Last night I was searching for a little Christmas cheer when I stumbled upon “A Shelter Dog’s Christmas Poem.” It was touching – at first. Unfortunately, the poem was on a rescue shelter’s Web site and whoever posted it took the liberty of tagging on a few extra stanzas.
The little add-ons were about giving money to a shelter to help pay for food and care, and also pushed to give dogs a new home for the holiday. I can understand soliciting donations, but pushing to adopt a dog as holiday treat rubbed me the wrong way. In and of itself, it would not have been so bad, but they just went a little too far.
Immediately following the poem, was a little marketing pitch about waiving most of the adoption fees (spay, neuter, vaccinations, etc.) so that people could take a dog home for $30. They even added a nauseating little phrase, “Save over $200 by adopting today!” What the heck? I really thought a rescue shelter would know the pitfalls of scooping up pets for use as holiday gifts. Why not just put up a banner saying, “Help us keep the revolving door of unwanted gift dogs open!”
Shame on them!
I am sure they started out with good intentions. It is just too bad that they opted to treat dog adoptions in the same manner as a shopping at the local mall. I really don’t think that people should be reeled in by a pre-Christmas sale at a shelter. To even insinuate that adoptions are part of the Christmas equation is a disservice in my opinion.
Whether one pays hundreds of dollars in adoption fees or gets a dog for free, when all is said and done, there will always be costs. Adopting a pet requires dedication and ideally a little forethought. Just like chickens and bunnies at Easter, dogs should not be promoted as cute little gift ideas.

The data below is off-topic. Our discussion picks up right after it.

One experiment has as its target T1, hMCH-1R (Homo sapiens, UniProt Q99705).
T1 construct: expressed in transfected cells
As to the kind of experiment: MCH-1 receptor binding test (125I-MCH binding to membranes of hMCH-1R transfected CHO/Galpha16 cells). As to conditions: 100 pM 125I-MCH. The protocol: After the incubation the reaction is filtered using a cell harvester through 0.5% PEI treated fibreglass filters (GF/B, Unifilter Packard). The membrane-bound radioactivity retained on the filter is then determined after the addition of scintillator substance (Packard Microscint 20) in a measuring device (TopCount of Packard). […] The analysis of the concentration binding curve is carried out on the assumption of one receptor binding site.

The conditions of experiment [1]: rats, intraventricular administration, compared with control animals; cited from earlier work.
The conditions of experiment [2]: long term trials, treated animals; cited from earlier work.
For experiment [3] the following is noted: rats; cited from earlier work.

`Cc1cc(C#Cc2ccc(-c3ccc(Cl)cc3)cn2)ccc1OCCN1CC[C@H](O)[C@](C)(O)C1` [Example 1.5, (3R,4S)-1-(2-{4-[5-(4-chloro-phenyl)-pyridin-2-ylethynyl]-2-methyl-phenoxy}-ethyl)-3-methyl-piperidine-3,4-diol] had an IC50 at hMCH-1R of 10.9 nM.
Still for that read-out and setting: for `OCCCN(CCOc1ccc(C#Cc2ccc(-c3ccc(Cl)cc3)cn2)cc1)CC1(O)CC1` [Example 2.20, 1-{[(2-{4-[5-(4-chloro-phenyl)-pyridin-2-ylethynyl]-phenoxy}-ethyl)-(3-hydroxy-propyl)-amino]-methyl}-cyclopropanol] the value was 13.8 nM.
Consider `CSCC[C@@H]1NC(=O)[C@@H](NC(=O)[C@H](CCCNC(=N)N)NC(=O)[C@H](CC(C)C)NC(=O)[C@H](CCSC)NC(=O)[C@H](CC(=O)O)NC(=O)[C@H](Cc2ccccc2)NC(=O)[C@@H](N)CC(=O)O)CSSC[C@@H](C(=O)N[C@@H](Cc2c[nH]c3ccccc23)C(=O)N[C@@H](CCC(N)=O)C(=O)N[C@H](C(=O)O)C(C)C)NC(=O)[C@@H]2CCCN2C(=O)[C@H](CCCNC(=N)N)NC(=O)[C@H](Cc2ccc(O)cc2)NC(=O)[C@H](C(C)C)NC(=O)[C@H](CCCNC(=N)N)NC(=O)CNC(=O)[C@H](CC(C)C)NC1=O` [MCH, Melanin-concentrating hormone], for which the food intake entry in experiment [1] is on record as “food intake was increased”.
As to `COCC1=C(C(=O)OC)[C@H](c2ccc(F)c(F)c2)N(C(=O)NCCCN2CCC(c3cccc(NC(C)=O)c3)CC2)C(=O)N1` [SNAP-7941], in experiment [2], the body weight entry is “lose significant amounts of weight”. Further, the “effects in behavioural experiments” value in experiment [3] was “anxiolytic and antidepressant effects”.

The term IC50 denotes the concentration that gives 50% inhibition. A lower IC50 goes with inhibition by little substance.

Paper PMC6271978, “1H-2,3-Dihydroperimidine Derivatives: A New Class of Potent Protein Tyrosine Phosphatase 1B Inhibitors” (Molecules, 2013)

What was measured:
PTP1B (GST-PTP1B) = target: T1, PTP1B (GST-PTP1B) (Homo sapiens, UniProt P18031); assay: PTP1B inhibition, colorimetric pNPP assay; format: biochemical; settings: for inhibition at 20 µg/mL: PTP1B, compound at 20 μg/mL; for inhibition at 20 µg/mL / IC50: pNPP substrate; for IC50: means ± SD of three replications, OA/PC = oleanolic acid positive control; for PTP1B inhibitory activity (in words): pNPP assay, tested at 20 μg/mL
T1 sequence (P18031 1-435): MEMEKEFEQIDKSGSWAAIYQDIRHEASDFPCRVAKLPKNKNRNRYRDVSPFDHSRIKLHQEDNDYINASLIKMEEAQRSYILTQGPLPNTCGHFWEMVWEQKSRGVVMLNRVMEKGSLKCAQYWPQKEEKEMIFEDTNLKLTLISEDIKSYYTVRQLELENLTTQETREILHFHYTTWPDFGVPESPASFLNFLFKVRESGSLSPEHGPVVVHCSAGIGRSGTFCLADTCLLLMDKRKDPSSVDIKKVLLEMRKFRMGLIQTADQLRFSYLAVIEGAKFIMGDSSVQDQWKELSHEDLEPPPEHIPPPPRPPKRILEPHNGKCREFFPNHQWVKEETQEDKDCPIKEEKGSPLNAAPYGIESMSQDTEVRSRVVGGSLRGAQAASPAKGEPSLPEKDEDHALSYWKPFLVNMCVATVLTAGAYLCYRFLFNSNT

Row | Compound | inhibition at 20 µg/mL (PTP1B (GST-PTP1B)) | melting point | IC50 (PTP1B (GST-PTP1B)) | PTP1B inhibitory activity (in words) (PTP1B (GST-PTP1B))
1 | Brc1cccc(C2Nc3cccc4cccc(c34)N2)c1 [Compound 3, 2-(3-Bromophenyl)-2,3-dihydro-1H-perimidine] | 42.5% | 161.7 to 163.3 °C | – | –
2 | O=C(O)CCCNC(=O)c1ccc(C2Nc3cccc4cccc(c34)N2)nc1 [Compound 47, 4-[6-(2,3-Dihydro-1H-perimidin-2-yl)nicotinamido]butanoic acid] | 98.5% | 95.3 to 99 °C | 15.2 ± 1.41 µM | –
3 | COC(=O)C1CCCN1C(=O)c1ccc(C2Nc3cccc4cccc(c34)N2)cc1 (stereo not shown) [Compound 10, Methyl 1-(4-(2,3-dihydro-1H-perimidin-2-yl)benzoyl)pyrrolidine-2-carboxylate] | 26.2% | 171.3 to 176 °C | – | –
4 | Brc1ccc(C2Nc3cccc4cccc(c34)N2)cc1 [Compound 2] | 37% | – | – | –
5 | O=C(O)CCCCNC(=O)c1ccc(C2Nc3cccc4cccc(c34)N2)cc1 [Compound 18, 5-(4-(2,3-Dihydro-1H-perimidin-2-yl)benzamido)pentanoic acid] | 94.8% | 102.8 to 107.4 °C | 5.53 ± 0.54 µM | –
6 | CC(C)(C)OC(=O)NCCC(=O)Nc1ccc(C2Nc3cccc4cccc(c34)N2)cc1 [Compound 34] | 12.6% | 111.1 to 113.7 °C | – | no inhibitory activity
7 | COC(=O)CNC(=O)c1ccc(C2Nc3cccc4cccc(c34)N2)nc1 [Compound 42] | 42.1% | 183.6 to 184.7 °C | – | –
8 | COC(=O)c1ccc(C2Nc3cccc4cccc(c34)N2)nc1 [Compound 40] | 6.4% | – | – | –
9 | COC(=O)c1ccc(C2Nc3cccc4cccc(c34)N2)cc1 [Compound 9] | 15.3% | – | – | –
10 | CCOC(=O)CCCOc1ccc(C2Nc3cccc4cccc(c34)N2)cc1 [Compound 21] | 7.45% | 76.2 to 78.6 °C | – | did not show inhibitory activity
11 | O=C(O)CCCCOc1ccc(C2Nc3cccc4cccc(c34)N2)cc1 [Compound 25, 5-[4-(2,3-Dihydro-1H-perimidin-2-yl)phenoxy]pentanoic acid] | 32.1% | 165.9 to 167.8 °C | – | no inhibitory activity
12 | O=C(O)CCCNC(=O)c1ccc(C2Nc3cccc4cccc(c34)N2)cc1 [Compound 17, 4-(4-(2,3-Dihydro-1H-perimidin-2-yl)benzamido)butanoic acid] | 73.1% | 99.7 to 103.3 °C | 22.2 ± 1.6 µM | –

It’s hard to choose a book for someone else, even harder to pick out a wallet or pocket-book, so why on earth would anyone think that a living, breathing pet is a better choice? It is not.
Of course I want all the rescue dogs to find a happy home, but the holiday season is not an ideal time. Vacations, busy schedules, excited children, visitors, and parties create a very stressful environment for an already stressed out animal. I believe it is best to wait until after the holidays, freeing up the time and the funds needed to get the pup all set up.
The kids will live if they don’t find a puppy under the tree. It’s too bad we cannot guarantee the same thing for dogs sitting on the shelter because they were at one time a ‘gift puppy’ that wore out its welcome. That brings me back to the shelter with Christmas special. Without thinking, they are perpetuating a well-known problem.
Please! No gift dogs this year!